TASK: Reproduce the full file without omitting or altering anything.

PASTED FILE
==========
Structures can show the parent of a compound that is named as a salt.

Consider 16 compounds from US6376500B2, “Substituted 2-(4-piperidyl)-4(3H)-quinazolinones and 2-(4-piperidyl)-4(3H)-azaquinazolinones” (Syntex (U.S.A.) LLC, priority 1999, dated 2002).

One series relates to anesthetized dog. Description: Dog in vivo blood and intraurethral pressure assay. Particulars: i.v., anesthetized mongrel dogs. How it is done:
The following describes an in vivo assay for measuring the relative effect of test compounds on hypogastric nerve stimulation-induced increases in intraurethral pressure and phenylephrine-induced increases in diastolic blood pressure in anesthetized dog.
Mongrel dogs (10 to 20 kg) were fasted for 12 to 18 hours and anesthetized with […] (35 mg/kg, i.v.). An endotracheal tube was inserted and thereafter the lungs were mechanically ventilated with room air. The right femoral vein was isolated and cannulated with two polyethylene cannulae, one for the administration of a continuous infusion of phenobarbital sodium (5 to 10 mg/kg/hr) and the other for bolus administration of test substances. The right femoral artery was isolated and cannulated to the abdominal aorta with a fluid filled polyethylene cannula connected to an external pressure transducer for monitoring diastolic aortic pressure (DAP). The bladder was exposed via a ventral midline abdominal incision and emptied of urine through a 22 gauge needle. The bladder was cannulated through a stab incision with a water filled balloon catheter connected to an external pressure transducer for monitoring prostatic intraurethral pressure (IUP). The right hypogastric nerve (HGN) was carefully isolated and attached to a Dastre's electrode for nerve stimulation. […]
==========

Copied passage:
Structures can show the parent of a compound that is named as a salt.

Consider 16 compounds from US6376500B2, “Substituted 2-(4-piperidyl)-4(3H)-quinazolinones and 2-(4-piperidyl)-4(3H)-azaquinazolinones” (Syntex (U.S.A.) LLC, priority 1999, dated 2002).

One series relates to anesthetized dog. Description: Dog in vivo blood and intraurethral pressure assay. Particulars: i.v., anesthetized mongrel dogs. How it is done:
The following describes an in vivo assay for measuring the relative effect of test compounds on hypogastric nerve stimulation-induced increases in intraurethral pressure and phenylephrine-induced increases in diastolic blood pressure in anesthetized dog.
Mongrel dogs (10 to 20 kg) were fasted for 12 to 18 hours and anesthetized with […] (35 mg/kg, i.v.). An endotracheal tube was inserted and thereafter the lungs were mechanically ventilated with room air. The right femoral vein was isolated and cannulated with two polyethylene cannulae, one for the administration of a continuous infusion of phenobarbital sodium (5 to 10 mg/kg/hr) and the other for bolus administration of test substances. The right femoral artery was isolated and cannulated to the abdominal aorta with a fluid filled polyethylene cannula connected to an external pressure transducer for monitoring diastolic aortic pressure (DAP). The bladder was exposed via a ventral midline abdominal incision and emptied of urine through a 22 gauge needle. The bladder was cannulated through a stab incision with a water filled balloon catheter connected to an external pressure transducer for monitoring prostatic intraurethral pressure (IUP). The right hypogastric nerve (HGN) was carefully isolated and attached to a Dastre's electrode for nerve stimulation. […]